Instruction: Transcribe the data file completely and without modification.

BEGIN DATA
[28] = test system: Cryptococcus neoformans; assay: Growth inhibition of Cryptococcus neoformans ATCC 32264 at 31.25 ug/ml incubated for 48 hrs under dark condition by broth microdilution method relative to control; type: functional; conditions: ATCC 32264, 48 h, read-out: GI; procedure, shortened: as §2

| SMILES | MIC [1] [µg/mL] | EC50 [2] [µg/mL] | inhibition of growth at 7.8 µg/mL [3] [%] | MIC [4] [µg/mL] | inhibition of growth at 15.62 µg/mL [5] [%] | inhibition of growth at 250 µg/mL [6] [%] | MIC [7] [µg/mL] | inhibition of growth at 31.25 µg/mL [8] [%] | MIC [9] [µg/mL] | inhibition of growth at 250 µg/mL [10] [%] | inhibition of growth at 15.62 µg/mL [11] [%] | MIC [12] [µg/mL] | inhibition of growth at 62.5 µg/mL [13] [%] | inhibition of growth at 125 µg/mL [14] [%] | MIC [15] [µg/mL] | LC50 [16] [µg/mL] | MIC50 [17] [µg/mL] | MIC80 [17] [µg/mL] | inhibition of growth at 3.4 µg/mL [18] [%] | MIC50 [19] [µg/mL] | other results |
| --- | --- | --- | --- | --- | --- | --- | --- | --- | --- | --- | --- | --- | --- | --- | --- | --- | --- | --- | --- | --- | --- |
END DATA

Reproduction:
[28] = test system: Cryptococcus neoformans; assay: Growth inhibition of Cryptococcus neoformans ATCC 32264 at 31.25 ug/ml incubated for 48 hrs under dark condition by broth microdilution method relative to control; type: functional; conditions: ATCC 32264, 48 h, read-out: GI; procedure, shortened: as §2

| SMILES | MIC [1] [µg/mL] | EC50 [2] [µg/mL] | inhibition of growth at 7.8 µg/mL [3] [%] | MIC [4] [µg/mL] | inhibition of growth at 15.62 µg/mL [5] [%] | inhibition of growth at 250 µg/mL [6] [%] | MIC [7] [µg/mL] | inhibition of growth at 31.25 µg/mL [8] [%] | MIC [9] [µg/mL] | inhibition of growth at 250 µg/mL [10] [%] | inhibition of growth at 15.62 µg/mL [11] [%] | MIC [12] [µg/mL] | inhibition of growth at 62.5 µg/mL [13] [%] | inhibition of growth at 125 µg/mL [14] [%] | MIC [15] [µg/mL] | LC50 [16] [µg/mL] | MIC50 [17] [µg/mL] | MIC80 [17] [µg/mL] | inhibition of growth at 3.4 µg/mL [18] [%] | MIC50 [19] [µg/mL] | other results |
| --- | --- | --- | --- | --- | --- | --- | --- | --- | --- | --- | --- | --- | --- | --- | --- | --- | --- | --- | --- | --- | --- |